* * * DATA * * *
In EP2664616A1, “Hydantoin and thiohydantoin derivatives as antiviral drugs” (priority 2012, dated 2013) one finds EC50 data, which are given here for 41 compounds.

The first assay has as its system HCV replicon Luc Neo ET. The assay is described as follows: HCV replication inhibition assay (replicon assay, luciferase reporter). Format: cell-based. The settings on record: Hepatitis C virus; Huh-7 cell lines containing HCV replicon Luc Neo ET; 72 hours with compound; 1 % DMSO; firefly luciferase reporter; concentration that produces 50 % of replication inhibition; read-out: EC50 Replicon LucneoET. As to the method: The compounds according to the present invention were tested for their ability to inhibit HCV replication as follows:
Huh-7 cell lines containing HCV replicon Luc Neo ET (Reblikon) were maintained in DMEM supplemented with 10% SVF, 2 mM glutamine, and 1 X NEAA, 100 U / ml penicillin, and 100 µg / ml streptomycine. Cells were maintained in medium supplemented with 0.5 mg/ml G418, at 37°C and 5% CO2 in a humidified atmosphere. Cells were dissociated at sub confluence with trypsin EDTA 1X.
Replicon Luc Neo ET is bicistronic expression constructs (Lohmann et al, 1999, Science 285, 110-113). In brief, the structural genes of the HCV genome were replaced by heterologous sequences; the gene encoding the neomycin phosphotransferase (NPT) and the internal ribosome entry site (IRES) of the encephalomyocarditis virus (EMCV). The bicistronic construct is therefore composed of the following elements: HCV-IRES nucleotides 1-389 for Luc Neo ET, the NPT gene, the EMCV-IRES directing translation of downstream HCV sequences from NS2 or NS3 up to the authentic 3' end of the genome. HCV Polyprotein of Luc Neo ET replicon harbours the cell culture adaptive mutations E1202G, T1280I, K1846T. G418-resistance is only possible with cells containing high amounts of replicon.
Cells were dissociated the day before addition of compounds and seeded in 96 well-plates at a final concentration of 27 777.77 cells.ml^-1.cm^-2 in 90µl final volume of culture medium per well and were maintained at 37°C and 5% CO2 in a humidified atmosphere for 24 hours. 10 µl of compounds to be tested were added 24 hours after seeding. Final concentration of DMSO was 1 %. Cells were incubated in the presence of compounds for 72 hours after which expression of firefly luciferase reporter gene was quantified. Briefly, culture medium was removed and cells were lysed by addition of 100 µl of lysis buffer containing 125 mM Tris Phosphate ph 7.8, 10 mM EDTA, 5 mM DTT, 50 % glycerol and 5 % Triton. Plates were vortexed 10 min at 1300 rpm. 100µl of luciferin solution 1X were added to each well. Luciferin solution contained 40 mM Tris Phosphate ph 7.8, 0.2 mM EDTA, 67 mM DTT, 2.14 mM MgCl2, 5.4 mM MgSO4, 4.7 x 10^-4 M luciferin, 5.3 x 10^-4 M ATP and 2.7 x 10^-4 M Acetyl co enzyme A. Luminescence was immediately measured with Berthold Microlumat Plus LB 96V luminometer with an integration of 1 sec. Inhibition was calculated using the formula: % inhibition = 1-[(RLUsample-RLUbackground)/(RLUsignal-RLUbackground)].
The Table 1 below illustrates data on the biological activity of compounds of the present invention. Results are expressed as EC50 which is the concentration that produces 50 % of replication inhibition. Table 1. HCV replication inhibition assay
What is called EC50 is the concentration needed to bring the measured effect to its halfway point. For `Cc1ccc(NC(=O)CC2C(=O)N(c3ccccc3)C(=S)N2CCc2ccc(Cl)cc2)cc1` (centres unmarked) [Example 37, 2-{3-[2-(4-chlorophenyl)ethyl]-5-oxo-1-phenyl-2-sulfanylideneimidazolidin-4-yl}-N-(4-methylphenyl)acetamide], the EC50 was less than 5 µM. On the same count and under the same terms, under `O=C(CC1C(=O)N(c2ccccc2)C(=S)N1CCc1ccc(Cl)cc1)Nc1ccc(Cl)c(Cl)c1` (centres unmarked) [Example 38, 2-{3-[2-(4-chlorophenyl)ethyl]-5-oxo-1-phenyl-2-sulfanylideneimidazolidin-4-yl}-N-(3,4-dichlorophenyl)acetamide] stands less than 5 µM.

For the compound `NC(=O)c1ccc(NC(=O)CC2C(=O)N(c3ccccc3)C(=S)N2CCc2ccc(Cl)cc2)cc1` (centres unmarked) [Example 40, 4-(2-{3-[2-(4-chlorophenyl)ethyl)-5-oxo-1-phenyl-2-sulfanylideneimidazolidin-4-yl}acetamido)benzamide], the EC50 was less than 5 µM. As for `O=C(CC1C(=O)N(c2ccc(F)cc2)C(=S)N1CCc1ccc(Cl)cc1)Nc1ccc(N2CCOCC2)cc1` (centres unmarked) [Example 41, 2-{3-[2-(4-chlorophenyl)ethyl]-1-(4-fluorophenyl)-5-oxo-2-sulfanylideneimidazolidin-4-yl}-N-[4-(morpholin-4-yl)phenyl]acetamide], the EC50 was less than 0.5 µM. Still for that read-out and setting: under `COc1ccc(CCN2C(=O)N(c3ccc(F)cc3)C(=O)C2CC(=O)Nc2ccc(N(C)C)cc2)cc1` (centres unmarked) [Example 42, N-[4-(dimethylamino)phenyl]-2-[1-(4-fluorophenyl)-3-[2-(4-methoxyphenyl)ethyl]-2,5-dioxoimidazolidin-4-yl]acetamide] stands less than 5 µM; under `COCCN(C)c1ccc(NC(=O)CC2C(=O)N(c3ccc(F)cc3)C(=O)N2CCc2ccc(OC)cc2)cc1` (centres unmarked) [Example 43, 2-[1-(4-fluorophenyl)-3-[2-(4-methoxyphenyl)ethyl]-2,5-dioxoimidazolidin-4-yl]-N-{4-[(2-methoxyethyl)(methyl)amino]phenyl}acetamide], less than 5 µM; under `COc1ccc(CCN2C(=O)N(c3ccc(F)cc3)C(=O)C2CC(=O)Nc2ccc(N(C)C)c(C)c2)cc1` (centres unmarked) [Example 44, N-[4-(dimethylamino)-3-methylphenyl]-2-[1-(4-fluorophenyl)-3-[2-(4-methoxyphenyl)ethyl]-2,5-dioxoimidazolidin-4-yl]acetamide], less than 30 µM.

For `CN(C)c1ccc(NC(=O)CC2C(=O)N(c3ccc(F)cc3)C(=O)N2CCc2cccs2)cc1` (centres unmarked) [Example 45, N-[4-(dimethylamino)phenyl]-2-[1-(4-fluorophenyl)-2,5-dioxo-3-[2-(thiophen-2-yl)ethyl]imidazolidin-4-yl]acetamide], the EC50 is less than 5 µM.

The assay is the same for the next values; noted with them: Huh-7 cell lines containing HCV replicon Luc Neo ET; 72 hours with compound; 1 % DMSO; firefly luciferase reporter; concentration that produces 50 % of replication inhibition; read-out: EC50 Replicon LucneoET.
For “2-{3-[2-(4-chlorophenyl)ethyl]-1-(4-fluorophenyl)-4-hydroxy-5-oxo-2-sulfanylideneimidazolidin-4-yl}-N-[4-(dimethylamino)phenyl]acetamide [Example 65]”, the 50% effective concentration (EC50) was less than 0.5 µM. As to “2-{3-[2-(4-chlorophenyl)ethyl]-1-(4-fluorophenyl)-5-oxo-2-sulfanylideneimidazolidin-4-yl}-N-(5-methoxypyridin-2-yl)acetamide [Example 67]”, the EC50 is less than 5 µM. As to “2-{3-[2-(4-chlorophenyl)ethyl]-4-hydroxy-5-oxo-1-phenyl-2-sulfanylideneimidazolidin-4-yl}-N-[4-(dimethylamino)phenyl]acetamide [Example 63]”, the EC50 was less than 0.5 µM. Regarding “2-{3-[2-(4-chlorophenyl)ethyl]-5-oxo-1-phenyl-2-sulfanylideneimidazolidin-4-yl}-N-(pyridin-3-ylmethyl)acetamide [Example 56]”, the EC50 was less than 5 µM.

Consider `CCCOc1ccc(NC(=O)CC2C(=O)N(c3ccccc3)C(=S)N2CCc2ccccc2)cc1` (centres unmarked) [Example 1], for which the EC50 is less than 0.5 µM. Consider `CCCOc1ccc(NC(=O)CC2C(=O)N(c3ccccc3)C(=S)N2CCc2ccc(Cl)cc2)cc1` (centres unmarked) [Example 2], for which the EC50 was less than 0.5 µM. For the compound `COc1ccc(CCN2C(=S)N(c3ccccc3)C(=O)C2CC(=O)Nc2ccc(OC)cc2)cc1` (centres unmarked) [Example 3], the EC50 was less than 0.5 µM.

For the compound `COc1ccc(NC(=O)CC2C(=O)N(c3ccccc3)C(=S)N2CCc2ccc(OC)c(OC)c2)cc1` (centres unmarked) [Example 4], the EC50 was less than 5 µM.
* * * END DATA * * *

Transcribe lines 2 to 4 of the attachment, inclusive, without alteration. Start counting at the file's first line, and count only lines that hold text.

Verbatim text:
The first assay has as its system HCV replicon Luc Neo ET. The assay is described as follows: HCV replication inhibition assay (replicon assay, luciferase reporter). Format: cell-based. The settings on record: Hepatitis C virus; Huh-7 cell lines containing HCV replicon Luc Neo ET; 72 hours with compound; 1 % DMSO; firefly luciferase reporter; concentration that produces 50 % of replication inhibition; read-out: EC50 Replicon LucneoET. As to the method: The compounds according to the present invention were tested for their ability to inhibit HCV replication as follows:
Huh-7 cell lines containing HCV replicon Luc Neo ET (Reblikon) were maintained in DMEM supplemented with 10% SVF, 2 mM glutamine, and 1 X NEAA, 100 U / ml penicillin, and 100 µg / ml streptomycine. Cells were maintained in medium supplemented with 0.5 mg/ml G418, at 37°C and 5% CO2 in a humidified atmosphere. Cells were dissociated at sub confluence with trypsin EDTA 1X.
Replicon Luc Neo ET is bicistronic expression constructs (Lohmann et al, 1999, Science 285, 110-113). In brief, the structural genes of the HCV genome were replaced by heterologous sequences; the gene encoding the neomycin phosphotransferase (NPT) and the internal ribosome entry site (IRES) of the encephalomyocarditis virus (EMCV). The bicistronic construct is therefore composed of the following elements: HCV-IRES nucleotides 1-389 for Luc Neo ET, the NPT gene, the EMCV-IRES directing translation of downstream HCV sequences from NS2 or NS3 up to the authentic 3' end of the genome. HCV Polyprotein of Luc Neo ET replicon harbours the cell culture adaptive mutations E1202G, T1280I, K1846T. G418-resistance is only possible with cells containing high amounts of replicon.